This is a question we asked of you when you sent in your Tufts application, 2019ers. Now that the tables have turned, and you are deciding which school will be your home for the next four years, I will attempt to answer the first question of our supplement. Keep in mind, though, that the true answer would fill a novel and still feel insufficient.
The other day I was at the Tufts gym. I had just finished a grueling workout (sauna session, sit-and-reach stretching, the works) and I was waiting in the lobby for Tom to return from his 8 mile run (we can’t all be as athletic as I am). Spring break had just ended and that meant only one thing – swimming lessons at the Hamilton pool were in full swing. Every spring our swim team volunteers to teach local kids to swim, and it means that on certain afternoons the lobby of the Tufts gym is bustling with dripping wet children in towels that are way too long for them. Such was the case the other day, as I waited for Tom and recovered from four minutes of cardio and one-and-a-half push-ups.
I spotted on the staircase a grandmother of two little swimmers, holding at least three bags, various coats, and a few extra towels. These were draped over her arm as she guided her rambunctious grandchildren toward the locker room. This woman was tiny – as grandmothers often are, except mine, who was maybe 6 feet tall, but that’s beside the point – and the load she was carrying dwarfed her considerably. The kids around her jumped up and down as she teetered down the stairs, balancing her load and making sure they didn’t get in anyone’s way. It was chaos.
At that moment, the football team started pouring out of the weight room and down the stairs. This woman can’t catch a break, I thought, as I watched the teammates - each with at least two feet on this woman, and no doubt hundreds of pounds - begin to descend the staircase behind her. Then the cutest thing happened. Every single time a new posse of football players passed the little swimmers and their grandmother, they would stop and insist on helping. “Do you need help?” they would ask. “Let me take something from you!” Apparently the woman was very proud, because it took three or four offers from three or four players before she accepted help. But when she finally did, watching a lineman sweep the coats and bags from her arms with little to no effort while asking the kids how swimming had gone absolutely made my day. I smiled to myself, but I have to admit I wasn't all that surprised.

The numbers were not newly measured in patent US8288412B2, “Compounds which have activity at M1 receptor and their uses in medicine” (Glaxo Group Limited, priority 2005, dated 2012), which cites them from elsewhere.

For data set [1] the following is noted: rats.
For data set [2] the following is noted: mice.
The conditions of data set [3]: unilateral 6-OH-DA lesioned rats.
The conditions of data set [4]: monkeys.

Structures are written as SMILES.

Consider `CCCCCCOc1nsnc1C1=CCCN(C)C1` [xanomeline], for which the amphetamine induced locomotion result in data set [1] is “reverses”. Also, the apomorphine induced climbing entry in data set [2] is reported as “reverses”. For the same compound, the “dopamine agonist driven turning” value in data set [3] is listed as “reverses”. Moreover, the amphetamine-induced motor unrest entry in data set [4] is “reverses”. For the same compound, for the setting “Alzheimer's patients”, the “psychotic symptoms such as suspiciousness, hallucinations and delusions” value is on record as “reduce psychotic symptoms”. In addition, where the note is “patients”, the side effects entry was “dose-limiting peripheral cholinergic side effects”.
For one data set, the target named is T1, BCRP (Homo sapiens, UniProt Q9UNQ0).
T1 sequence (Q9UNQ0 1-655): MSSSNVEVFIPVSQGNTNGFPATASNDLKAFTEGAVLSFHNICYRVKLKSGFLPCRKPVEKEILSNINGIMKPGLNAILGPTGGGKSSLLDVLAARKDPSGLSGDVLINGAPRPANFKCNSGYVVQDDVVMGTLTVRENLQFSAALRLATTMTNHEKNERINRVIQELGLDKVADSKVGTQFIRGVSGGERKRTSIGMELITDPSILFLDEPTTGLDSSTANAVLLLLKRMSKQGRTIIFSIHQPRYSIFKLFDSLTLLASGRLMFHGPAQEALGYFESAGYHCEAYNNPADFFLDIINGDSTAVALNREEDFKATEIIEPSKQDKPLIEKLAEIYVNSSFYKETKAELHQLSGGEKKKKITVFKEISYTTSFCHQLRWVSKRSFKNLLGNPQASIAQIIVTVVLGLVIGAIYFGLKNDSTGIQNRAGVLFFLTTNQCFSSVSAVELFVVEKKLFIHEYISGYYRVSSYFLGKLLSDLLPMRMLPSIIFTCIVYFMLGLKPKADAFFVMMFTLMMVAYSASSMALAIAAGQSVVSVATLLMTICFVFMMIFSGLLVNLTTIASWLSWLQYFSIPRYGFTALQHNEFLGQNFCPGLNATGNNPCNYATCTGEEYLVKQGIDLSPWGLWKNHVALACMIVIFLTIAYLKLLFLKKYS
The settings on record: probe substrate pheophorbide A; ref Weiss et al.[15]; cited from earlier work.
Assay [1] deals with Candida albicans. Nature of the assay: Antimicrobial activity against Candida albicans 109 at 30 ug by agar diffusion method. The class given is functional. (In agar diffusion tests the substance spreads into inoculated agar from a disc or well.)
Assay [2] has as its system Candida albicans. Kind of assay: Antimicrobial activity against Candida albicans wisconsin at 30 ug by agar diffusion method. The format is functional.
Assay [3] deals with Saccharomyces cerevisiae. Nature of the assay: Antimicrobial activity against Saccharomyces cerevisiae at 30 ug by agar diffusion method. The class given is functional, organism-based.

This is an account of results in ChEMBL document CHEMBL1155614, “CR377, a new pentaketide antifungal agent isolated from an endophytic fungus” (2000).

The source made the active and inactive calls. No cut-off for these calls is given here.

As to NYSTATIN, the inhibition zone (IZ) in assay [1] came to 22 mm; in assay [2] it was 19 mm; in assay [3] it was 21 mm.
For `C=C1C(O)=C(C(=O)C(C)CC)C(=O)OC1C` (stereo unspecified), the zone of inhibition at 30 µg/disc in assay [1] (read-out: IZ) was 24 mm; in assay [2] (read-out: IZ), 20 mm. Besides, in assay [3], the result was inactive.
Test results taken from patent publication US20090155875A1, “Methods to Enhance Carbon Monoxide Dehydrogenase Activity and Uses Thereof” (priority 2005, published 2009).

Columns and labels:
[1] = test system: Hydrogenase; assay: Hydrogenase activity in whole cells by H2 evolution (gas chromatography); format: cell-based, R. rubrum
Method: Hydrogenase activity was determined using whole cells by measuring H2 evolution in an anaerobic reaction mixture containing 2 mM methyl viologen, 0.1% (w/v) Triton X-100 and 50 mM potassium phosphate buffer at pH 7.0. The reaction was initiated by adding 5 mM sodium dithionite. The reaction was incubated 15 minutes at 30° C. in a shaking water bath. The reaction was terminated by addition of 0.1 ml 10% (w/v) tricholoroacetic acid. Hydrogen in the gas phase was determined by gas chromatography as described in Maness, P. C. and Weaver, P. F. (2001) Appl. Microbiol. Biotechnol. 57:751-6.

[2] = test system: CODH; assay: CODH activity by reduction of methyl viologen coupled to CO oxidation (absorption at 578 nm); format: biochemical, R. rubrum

Moments like these only confirm what I found to be true before I even decided to attend Tufts. This place is kind. When I toured the Tufts campus just after being admitted, I was desperately lost, and a Tufts Police officer offered to walk me to the admissions building. As we walked and chatted, he stopped intermittently to say hello to students and ask them about their weekend. This place feels like home, I thought to myself. Once I was a student here, I would step out of classes with incredibly brilliant people, still reeling from some eloquent point made by one of my classmates, just to feel that person tap me on the shoulder to tell me how much my point had meant to them. Tufts has an unpretentious quality to it that, to me, always seems at odds with the accomplished and intellectual people that populate its buildings. It is a place where thoughtfulness and humility take precedence, and with each act of kindness I witness I feel more and more grateful for this treasure I've found on a little hill in Medford.
So to answer your question, I chose Tufts because of kindness. And I continue to choose Tufts for the same reason, every day and every trip to the gym.